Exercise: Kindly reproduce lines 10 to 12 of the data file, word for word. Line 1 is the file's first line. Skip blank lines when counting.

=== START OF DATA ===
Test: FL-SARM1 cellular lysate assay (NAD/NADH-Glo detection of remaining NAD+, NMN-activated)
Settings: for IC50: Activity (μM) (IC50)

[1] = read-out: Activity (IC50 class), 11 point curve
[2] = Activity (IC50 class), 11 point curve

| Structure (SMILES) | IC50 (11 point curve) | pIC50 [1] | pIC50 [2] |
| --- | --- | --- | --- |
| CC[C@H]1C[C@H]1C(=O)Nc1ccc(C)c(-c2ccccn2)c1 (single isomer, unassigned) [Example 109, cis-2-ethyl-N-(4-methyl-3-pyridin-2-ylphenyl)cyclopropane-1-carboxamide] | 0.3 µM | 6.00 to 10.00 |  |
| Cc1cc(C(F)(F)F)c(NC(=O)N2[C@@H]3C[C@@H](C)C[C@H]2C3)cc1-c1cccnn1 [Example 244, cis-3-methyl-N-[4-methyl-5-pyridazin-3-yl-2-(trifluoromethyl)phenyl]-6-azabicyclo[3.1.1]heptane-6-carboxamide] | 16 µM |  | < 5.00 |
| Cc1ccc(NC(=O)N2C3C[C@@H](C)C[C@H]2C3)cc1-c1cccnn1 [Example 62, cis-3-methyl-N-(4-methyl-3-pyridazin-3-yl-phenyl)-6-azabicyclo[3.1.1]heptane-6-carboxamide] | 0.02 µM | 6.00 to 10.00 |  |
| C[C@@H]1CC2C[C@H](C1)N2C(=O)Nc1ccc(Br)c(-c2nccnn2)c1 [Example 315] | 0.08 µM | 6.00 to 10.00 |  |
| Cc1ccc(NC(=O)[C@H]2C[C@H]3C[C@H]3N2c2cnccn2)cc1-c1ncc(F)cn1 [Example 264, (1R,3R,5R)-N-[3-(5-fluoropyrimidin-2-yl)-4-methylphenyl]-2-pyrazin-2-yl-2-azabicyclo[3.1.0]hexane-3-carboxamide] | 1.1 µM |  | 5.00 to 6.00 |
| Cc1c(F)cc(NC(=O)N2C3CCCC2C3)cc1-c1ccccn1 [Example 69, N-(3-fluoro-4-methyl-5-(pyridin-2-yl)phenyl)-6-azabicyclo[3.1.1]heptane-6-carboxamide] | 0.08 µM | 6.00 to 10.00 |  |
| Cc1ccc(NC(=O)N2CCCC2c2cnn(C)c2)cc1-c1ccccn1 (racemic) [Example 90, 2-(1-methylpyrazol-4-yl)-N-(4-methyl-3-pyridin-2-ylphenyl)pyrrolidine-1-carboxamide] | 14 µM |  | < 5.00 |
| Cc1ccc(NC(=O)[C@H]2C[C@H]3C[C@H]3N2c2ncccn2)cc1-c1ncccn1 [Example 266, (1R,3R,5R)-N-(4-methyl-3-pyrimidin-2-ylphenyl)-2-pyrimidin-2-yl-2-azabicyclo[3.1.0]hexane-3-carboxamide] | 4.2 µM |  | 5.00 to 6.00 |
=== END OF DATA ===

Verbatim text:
| C[C@@H]1CC2C[C@H](C1)N2C(=O)Nc1ccc(Br)c(-c2nccnn2)c1 [Example 315] | 0.08 µM | 6.00 to 10.00 |  |
| Cc1ccc(NC(=O)[C@H]2C[C@H]3C[C@H]3N2c2cnccn2)cc1-c1ncc(F)cn1 [Example 264, (1R,3R,5R)-N-[3-(5-fluoropyrimidin-2-yl)-4-methylphenyl]-2-pyrazin-2-yl-2-azabicyclo[3.1.0]hexane-3-carboxamide] | 1.1 µM |  | 5.00 to 6.00 |
| Cc1c(F)cc(NC(=O)N2C3CCCC2C3)cc1-c1ccccn1 [Example 69, N-(3-fluoro-4-methyl-5-(pyridin-2-yl)phenyl)-6-azabicyclo[3.1.1]heptane-6-carboxamide] | 0.08 µM | 6.00 to 10.00 |  |